Decontamination of Melicope explants

Kikuchi, Michelei K.
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Melicope is a genus mostly endemic to the Hawaiian Islands. Two of its species, M. anisata and M. paniculata produce berries that are coveted for leis. Although not endangered, Melicope populations have been impacted by wild collection of the fruits. The plants are propagated solely by seeds which take a long time to germinate. Melicope has not been successfully propagated by air layering and cuttings; micropropagation was used to try to obtain plants in vitro. The plants are only found in the wild, which made the plant material extremely hard to decontaminate. In an attempt to obtain sterile explants efficiently, different surface sterilization treatments included ethanol, hydrogen peroxide, sodium hydroxide, Plant Preservative Mixture™ (PPM), soapy water, chlorine gas, and antibiotics such as carbenicillin, amphotericin, streptomycin, and mefenoxam. Chlorine gas was the most effective at producing a high number of clean explants, while the use of PPM and antibiotics also gave good results. The explant type that had the highest decontamination rate were the microcuttings, which were also the tissues that were the most responsive in vitro. These finding may lead to a successful protocol for further research in the micropropagation of Melicope.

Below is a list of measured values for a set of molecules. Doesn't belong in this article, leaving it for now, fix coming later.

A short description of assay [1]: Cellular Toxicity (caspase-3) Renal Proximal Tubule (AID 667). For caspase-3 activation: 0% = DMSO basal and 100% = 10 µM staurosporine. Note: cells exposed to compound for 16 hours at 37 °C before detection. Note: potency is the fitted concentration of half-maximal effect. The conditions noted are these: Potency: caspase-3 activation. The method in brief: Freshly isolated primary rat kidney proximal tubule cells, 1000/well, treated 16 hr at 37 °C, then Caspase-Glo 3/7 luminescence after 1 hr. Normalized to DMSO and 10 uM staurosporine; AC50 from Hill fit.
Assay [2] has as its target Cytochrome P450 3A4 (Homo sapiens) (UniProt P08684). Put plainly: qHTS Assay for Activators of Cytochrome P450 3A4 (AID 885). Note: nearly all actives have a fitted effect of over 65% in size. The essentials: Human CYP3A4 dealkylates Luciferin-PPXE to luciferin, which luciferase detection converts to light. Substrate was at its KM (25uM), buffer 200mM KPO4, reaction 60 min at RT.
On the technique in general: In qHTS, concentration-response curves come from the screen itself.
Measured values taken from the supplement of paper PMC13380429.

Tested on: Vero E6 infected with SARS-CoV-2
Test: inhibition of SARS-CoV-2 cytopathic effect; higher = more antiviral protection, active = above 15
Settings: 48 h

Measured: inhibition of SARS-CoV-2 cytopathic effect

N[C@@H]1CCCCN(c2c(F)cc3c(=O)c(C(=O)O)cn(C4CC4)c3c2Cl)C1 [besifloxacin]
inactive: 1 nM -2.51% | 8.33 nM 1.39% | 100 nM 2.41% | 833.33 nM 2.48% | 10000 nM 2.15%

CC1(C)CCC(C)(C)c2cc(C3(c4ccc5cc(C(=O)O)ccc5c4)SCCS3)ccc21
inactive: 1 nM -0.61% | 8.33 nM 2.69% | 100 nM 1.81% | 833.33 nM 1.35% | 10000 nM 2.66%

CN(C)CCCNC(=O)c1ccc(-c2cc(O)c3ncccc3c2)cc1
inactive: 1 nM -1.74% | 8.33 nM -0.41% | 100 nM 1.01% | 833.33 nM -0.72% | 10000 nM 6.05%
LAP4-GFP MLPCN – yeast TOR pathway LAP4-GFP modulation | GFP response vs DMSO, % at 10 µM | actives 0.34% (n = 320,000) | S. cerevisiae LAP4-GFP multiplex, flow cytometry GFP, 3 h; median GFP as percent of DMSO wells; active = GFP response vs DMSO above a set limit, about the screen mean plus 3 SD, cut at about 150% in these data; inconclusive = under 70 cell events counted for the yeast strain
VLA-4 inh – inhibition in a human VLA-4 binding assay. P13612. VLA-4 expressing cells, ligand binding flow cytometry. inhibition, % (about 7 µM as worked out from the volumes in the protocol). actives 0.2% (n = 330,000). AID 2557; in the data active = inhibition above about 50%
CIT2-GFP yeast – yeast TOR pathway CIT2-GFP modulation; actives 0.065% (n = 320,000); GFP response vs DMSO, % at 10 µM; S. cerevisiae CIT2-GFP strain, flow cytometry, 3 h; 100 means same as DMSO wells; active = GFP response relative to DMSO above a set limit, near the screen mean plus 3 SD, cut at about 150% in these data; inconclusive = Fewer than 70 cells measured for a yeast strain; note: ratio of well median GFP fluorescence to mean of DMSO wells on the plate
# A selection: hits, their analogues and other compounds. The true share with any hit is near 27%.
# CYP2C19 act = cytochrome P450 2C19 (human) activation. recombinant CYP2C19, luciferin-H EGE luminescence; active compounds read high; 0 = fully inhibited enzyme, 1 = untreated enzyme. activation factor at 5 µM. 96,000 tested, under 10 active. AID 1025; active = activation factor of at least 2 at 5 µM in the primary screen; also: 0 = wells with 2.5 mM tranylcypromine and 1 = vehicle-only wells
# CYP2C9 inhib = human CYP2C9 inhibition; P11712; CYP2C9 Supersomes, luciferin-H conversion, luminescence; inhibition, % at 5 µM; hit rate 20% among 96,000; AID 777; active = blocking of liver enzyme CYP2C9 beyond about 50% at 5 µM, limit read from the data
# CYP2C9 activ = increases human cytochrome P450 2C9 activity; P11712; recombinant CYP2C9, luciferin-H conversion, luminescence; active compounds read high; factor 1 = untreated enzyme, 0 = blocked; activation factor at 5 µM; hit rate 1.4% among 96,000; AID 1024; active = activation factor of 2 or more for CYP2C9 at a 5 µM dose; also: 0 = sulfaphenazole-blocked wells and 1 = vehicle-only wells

Thesis (M.S.)--University of Hawaii at Manoa, 2008.
Includes bibliographical references (leaves 107-114).
vii, 114 leaves, bound ill. 29 cm
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